Human rights based strategy needed to tackle asylum destitution in Scotland
New research into the levels of destitution experienced by people seeking asylum has identified an urgent need for a national action plan to tackle asylum and migrant destitution in Scotland.
The research, coordinated by the Destitute Asylum Seeker Service, a Glasgow-based project coordinated by the Refugee Survival Trust, Scottish Refugee Council, British Red Cross, University of Strathclyde Law Clinic, Glasgow Night Shelter, Castlemilk Community Church and Rehoboth Nissi Ministries, records the desperate experiences of people who have been refused asylum and made destitute in Scotland.
The report demonstrates the barriers people face when trying to exercise their rights including accessing education, health and social care services. The research also highlights the need for national guidance for public sector staff who work with people who are destitute.
Home Office figures suggest there could be as many as 1000 people in Scotland who have been refused asylum and are at risk of destitution. People in this situation are not allowed to work and are not eligible for any mainstream benefits including state provided accommodation. As a result, people experience extreme poverty, poor mental and physical health, exploitation and social isolation.
Research participants explained how they struggled to feed themselves and stay warm. Some reported that they walked miles every day despite poor health to reach doctors and lawyers appointments in different parts of the city. Several women described the exploitative relationships they found themselves in as a result of having nowhere safe to sleep at night.
The report calls for urgent action to make sure people’s basic needs for food and shelter are met and recommends a number of additional practical steps that would make a huge difference to people’s lives, including allowing people to continue with their education and providing concessionary travel to allow people to attend important appointments.
Graham O’Neill, policy officer at Scottish Refugee Council, said: “Destitution really means absolute, abject poverty. It’s an urgent human rights concern that so many people in Scotland are forced into this situation.
“We all have the right to safety and the basics of a dignified life, including housing, food, clothing, medical care, social services, and financial support. But this research shows that people who are refused asylum are blocked from having their basic needs met.
“The Scottish Government needs to step in now urgently with a human rights based strategy to tackle migrant destitution and support those affected. This strategy must be an integral part of the wider Ending Homelessness Together agenda. There are practical measures we can take in Scotland to help people find a way out of destitution and resolve their legal situation. The top priority is making sure people have accommodation, as without that it is very difficult for someone to be safe and make decisions about their future.”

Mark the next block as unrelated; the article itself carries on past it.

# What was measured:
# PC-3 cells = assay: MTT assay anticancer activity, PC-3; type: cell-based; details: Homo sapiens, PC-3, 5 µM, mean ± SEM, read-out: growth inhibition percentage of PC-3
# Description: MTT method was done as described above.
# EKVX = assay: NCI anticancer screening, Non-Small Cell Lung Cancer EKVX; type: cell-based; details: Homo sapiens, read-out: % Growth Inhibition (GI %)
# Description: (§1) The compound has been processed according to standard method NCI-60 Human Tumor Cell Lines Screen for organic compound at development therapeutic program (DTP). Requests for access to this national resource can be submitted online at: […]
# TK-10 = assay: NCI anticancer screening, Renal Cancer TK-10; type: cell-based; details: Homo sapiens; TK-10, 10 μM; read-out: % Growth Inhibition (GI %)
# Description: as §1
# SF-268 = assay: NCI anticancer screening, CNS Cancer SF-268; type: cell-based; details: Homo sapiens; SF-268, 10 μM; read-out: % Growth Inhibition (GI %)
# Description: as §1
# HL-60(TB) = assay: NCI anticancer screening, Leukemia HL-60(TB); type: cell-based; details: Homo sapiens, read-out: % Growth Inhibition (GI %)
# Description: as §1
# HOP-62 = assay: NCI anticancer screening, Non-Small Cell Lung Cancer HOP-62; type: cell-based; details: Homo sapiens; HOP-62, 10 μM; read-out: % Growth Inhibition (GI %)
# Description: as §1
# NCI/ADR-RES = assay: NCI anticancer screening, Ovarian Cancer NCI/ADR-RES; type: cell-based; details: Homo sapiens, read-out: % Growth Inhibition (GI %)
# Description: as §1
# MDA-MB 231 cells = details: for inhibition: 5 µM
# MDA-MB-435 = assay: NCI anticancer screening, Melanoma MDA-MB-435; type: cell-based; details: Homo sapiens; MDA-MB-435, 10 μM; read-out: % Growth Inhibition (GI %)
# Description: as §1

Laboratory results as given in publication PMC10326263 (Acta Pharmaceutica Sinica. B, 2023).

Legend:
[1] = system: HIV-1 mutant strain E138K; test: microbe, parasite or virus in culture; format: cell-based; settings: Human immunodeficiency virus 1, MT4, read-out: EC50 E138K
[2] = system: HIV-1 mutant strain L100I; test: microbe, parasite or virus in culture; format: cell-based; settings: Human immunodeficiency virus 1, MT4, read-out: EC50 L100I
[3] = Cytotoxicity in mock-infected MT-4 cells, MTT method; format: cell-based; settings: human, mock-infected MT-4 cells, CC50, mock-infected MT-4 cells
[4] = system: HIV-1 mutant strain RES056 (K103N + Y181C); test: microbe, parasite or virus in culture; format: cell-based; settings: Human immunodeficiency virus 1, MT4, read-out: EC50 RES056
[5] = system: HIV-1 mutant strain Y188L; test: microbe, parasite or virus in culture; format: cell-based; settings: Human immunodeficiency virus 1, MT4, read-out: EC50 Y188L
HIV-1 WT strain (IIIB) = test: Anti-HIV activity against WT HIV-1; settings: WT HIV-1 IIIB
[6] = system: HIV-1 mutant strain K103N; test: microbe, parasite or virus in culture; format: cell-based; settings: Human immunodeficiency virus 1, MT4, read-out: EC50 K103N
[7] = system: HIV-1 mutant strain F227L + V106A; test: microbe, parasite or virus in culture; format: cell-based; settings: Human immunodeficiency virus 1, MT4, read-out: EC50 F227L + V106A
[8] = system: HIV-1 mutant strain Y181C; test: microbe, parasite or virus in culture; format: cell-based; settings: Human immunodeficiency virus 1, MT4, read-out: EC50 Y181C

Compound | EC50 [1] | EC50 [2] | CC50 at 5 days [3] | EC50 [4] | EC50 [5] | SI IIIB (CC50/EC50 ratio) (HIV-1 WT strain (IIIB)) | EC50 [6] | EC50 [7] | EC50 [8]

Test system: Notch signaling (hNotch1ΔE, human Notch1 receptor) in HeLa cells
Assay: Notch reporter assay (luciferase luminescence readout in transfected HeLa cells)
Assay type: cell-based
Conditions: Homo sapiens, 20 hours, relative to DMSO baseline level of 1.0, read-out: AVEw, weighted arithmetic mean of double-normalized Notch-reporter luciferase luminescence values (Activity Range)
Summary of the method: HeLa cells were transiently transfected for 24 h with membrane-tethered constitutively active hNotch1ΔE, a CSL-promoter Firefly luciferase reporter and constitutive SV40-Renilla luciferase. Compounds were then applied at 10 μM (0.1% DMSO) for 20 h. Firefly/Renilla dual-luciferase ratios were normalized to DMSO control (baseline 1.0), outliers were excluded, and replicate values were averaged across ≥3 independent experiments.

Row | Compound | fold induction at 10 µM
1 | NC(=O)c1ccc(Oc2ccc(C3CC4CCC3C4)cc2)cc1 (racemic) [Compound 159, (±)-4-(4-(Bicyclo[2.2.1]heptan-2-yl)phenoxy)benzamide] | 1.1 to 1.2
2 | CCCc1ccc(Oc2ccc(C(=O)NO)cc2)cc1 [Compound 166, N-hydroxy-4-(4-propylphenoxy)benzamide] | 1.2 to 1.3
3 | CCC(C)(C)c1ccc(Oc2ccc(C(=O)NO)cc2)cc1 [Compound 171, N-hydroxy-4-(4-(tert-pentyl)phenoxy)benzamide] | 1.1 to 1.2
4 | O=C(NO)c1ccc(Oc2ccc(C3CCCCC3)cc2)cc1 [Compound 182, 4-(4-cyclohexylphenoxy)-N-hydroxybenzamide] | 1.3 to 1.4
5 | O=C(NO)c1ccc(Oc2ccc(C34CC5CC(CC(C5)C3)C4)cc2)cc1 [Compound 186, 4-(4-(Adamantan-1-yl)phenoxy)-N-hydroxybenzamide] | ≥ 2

Cath McGee, DASS project manager at the Refugee Survival Trust, said: “When basic needs are not met people can’t make progress with their legal case. People who are made destitute have to focus their time and energy on the day-to-day struggle of finding their next meal and a place to sleep so are unable to concentrate on progressing their legal claim for protection. Very quickly, people become trapped and finding a route out of destitution becomes increasingly difficult as their mental and physical health deteriorates.”
Phil Arnold, British Red Cross head of refugee support in Scotland, said: “Every day the British Red Cross sees high levels of distress amongst people seeking asylum. The people we support have often experienced conflict, torture and dangerous journeys, and frequently struggle to access the support they need during the asylum process. Life for those who have been refused refugee status is particularly bleak and with no stability people are stuck in a permanent state of limbo with little prospect of being able to make important decisions which will affect their safety and security.
“Tackling this problem needs an approach that puts recovery from trauma and early intervention at its core. We call on the Scottish Government to bring forward the anti-destitution strategy. Ensuring safety through and beyond the asylum process needs to be made an urgent priority. The strategy gives an important opportunity to deliver this, and we urge the Scottish Government to prioritise its development, and look forward to working with them on this.”
Research assistant Saadatu Adam has experienced destitution in Scotland.
She said: “As an asylum seeker I was not allowed to work and at one point, my kids and I were on the verge of being homeless because I could not pay the bills. We had to depend on friends and foodbanks to survive. Public transport is so expensive and without access to any cash it can be impossible to get around. My son couldn’t get a space at a school near where we stayed and his school is over an hour’s walk away. My lawyer is based in the city centre so attending appointments with her can be very difficult. I think human rights and children’s rights should be to the forefront. No child should be made to feel isolated or different because of their situation.”